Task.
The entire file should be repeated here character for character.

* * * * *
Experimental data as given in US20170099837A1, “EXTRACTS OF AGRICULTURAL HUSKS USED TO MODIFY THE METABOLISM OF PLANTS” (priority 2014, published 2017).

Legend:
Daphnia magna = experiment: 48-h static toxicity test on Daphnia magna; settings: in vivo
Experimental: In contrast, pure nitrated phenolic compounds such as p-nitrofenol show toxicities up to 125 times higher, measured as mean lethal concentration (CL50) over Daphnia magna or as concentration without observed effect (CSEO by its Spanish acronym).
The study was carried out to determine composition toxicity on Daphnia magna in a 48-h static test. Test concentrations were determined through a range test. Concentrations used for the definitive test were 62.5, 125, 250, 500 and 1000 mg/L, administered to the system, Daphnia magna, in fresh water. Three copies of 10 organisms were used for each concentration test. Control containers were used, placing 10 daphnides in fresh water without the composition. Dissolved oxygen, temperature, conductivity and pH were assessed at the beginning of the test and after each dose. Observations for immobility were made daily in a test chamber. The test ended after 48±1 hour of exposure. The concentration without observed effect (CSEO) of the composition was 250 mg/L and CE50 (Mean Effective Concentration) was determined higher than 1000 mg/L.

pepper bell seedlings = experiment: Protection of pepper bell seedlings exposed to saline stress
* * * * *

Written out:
Experimental data as given in US20170099837A1, “EXTRACTS OF AGRICULTURAL HUSKS USED TO MODIFY THE METABOLISM OF PLANTS” (priority 2014, published 2017).

Legend:
Daphnia magna = experiment: 48-h static toxicity test on Daphnia magna; settings: in vivo
Experimental: In contrast, pure nitrated phenolic compounds such as p-nitrofenol show toxicities up to 125 times higher, measured as mean lethal concentration (CL50) over Daphnia magna or as concentration without observed effect (CSEO by its Spanish acronym).
The study was carried out to determine composition toxicity on Daphnia magna in a 48-h static test. Test concentrations were determined through a range test. Concentrations used for the definitive test were 62.5, 125, 250, 500 and 1000 mg/L, administered to the system, Daphnia magna, in fresh water. Three copies of 10 organisms were used for each concentration test. Control containers were used, placing 10 daphnides in fresh water without the composition. Dissolved oxygen, temperature, conductivity and pH were assessed at the beginning of the test and after each dose. Observations for immobility were made daily in a test chamber. The test ended after 48±1 hour of exposure. The concentration without observed effect (CSEO) of the composition was 250 mg/L and CE50 (Mean Effective Concentration) was determined higher than 1000 mg/L.

pepper bell seedlings = experiment: Protection of pepper bell seedlings exposed to saline stress